When The Help came out in 2011, there were a lot of critiques written about how the movie portrayed the historical roles of Southern black maids as empowering. There was one review — written by black critic Wesley Morris — that had a different perspective.
He starts by recalling a memory of a restaurant owner with a ceramic statue of a black woman propping open a door.
“I was the lone black person in our group, which also included only one native Southerner, and as a confrontation brewed between this woman and the young people in her restaurant, I watched her defiance turn into something else. “Mammy is strong,’’ she kept saying. “Mammy raised me.’’ We saw a loaded insult. She saw an emblem of welcoming. We were mad. And our anger broke her heart.”
The New York Times’ recently published a maddening article online in which the very first sentence includes a well-known stereotype about the modern black woman.
“When Shonda Rhimes writes her autobiography, it should be called “How to Get Away With Being an Angry Black Woman.”
I’m a newspaper person, so critiquing the New York Times is a hobby for me. With that said I don’t believe the New York Times critic Alessandra Stanley (who despite her own history with flubbing history) wrote the article intending to offend.
Stanley is clearly mystified by Shonda Rhimes’ subversive women. It’s just unfortunate how she took Rhimes’ signature characters and reduced them to nothing but ‘Angry Black Women’. Yes, her characters have fire and passion. That’s not the only interesting thing about them though. Black women aren’t monoliths and #BlackTwitter let the NYT know that immediately.
Minority creators and the people who admire their work are more vocal than ever. In the digital age any push back against a journalist can be seen as rabid fans sticking up for their favorite director or actress. However, this time criticism of the New York Times’ piece on Shonda Rhimes and Viola Davis is bad because of it’s casual racism and sexism presented to the audience as a compliment.
The ‘Angry Black Woman’ is a TV trope that predates TV tropes. Stanley doesn’t seem to know that this archetype goes back way further than Maude.
‘Angry Black Women’ rose to popularity during the Blaxploitation Era when stars like Pam Grier were kicking butt and taking names in movies like Foxy Brown and Coffy. During the Civil Rights Era though, the Angry Black Woman first appears in her original form: the aforementioned ‘Mammy’ or ‘Sassy Black Woman’.
Melissa Harris-Perry explains in her book Sister Citizen how the sassy Mammy stereotype became a thing in minstrel shows and movies like Gone With The Wind. The Mammy not only plays second fiddle to white characters but have traits often associated with black masculinity like intimidation, hostility and aggression. It’s a fancy way of saying, ‘Look at this black woman behaving like a man!’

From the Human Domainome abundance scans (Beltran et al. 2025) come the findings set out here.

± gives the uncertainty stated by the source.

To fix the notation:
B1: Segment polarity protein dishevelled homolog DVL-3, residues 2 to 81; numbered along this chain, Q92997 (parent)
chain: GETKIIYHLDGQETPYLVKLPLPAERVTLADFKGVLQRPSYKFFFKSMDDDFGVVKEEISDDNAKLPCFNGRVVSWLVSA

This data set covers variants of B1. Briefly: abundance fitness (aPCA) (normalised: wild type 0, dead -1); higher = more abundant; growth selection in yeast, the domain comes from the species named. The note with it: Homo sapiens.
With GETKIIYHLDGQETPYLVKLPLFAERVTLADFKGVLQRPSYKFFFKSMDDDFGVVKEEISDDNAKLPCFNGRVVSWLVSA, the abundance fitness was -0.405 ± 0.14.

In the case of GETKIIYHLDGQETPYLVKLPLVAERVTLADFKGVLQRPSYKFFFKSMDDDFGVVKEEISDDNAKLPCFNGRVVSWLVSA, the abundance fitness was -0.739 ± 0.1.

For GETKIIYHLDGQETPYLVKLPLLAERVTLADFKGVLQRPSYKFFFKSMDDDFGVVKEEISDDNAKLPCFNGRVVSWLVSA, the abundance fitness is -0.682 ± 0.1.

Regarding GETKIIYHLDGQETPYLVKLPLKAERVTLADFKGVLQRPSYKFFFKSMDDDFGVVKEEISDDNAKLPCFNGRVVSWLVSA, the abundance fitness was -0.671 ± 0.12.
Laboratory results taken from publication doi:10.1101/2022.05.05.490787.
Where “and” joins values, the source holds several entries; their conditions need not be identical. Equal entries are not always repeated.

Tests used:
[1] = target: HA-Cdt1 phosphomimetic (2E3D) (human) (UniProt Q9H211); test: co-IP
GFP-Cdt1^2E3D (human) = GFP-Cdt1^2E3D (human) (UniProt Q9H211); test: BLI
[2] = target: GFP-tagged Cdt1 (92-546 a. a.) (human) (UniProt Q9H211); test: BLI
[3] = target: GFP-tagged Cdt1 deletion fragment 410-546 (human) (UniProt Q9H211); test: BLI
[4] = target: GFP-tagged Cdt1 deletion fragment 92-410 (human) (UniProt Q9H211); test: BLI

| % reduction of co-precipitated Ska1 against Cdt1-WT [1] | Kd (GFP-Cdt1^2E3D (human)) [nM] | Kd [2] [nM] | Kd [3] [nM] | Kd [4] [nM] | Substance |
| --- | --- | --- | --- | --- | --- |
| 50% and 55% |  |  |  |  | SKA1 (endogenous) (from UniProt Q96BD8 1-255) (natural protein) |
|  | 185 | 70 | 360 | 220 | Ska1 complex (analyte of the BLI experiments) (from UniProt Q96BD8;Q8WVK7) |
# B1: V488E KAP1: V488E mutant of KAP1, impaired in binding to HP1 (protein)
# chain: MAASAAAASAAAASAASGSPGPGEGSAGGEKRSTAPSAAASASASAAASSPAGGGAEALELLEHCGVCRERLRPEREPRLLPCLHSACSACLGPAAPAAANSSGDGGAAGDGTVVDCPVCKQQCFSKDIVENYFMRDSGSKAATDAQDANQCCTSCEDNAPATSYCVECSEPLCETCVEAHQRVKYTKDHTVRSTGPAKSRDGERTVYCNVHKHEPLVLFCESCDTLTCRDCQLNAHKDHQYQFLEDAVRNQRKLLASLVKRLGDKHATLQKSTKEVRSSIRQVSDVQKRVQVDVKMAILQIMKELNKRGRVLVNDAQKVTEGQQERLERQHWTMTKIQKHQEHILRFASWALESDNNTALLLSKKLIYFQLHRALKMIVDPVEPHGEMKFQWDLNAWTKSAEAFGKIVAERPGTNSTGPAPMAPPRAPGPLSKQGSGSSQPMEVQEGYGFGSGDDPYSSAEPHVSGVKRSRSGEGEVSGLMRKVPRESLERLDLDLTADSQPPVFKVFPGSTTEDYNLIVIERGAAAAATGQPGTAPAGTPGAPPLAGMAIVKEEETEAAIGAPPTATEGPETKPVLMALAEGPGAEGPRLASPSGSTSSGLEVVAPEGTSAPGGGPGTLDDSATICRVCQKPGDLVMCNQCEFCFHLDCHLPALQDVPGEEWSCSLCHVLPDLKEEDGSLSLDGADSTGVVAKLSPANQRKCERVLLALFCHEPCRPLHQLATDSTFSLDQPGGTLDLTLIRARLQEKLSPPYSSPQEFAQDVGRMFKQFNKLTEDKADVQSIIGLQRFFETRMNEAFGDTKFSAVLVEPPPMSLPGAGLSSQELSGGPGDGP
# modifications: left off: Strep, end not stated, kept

You can Google the history of these tropes and stereotypes (I did!) and yet Stanley didn’t. Fans are absolutely justified in calling out The New York Times about her attempt to turn a stereotype with these kind of roots into a good thing. To imply that Rhimes is trying to “embrace” the negative Angry Black Woman meme by making it “enviable” is silly. Who wants to glorify an insult?
Now the journalist in me is saying, “Could be an editing mistake. No need to be this hard on Ms. Stanley.”
As a journalist you can’t control how people react to your writing. In mass media, it’s not necessarily your fault if your audience gets offended or misunderstands what you were trying to say. But these excuses get old fast when it is always the same stereotype making the rounds. When the same people, concepts and ideas are always being critiqued by the same elite media organizations, then it goes from an observation to something more questionable. (See: ‘Unfortunate Implications’)
As some on Twitter have already pointed out, showrunners like Aaron Sorkin have never had their writing and male characters analyzed by gender alone. It’s easy to blame this on demographics. After all film critics are mostly male, according to one study released in 2013.
In this case, demographics don’t have anything to do with the blatant disregard for historical accuracy.
All journalism on diversity requires historical context. And not just a couple footnotes. To imply, like many with ESPN did during the Jeremy Lin caption debacle, that you didn’t know a particular phrase or word could be seen as super racist is lazy at best and bad journalism at worst.
One woman’s compliment is another woman’s slap in the face and both sides need to be discussed. If you’re not going to give history due props in your analysis of anything about race and gender, then maybe you shouldn’t be writing about race and gender at all.
PS – Kudos to the NYT for choosing a photo of Viola Davis in which she looks angry. Someone should call Real You Public Relations
Melody Gordon is a roaming 20-something from the American South. She works in media and overanalyzes stuff. She loves hot tea, technology, books and culture. She is also a huge history nerd and proud of it.